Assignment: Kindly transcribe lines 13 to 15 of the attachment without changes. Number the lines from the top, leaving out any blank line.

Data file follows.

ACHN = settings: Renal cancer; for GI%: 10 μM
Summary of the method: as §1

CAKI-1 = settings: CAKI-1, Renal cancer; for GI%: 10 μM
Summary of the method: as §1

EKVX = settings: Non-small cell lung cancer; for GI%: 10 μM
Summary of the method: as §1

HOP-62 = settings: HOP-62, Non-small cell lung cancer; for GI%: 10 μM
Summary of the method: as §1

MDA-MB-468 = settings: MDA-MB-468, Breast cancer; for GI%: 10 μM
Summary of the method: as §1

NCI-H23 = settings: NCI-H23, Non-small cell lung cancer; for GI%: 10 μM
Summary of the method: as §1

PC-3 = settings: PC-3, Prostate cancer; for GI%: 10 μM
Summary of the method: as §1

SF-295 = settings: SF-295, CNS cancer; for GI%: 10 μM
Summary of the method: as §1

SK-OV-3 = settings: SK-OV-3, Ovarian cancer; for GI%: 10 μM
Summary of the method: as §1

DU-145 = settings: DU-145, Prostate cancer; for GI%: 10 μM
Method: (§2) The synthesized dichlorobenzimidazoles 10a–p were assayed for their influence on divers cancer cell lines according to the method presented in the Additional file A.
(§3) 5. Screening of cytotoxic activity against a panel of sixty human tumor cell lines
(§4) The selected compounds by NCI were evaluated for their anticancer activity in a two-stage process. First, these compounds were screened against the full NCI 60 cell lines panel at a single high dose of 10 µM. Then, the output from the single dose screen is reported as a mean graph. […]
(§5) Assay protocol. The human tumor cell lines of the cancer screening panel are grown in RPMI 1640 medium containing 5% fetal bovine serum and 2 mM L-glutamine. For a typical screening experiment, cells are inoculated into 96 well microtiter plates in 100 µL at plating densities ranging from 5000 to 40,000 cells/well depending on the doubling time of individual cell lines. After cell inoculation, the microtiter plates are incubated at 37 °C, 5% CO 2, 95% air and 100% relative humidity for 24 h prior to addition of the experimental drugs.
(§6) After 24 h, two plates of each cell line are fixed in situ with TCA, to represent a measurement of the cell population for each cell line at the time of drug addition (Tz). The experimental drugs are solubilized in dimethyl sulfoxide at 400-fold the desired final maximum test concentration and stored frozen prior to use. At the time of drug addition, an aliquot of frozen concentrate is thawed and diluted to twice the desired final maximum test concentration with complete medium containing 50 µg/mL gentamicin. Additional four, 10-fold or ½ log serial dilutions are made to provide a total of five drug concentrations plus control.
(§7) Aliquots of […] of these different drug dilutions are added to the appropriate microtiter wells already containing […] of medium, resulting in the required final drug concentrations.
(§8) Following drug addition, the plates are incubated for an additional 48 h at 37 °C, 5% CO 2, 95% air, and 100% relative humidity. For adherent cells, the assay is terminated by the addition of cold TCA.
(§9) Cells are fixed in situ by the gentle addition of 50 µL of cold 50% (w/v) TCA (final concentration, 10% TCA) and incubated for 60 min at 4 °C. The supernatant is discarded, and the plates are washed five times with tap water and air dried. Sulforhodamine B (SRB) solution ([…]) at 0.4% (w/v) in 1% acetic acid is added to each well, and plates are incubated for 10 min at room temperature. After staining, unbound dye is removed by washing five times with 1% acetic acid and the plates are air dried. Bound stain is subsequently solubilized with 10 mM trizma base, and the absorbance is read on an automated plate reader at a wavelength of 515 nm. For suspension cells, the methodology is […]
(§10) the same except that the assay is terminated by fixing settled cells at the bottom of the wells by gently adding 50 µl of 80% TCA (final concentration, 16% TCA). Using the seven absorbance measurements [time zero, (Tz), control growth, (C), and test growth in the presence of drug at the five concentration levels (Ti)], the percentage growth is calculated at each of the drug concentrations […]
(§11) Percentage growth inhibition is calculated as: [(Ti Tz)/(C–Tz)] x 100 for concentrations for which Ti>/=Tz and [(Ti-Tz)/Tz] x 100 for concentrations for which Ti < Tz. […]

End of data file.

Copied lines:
PC-3 = settings: PC-3, Prostate cancer; for GI%: 10 μM
Summary of the method: as §1

SF-295 = settings: SF-295, CNS cancer; for GI%: 10 μM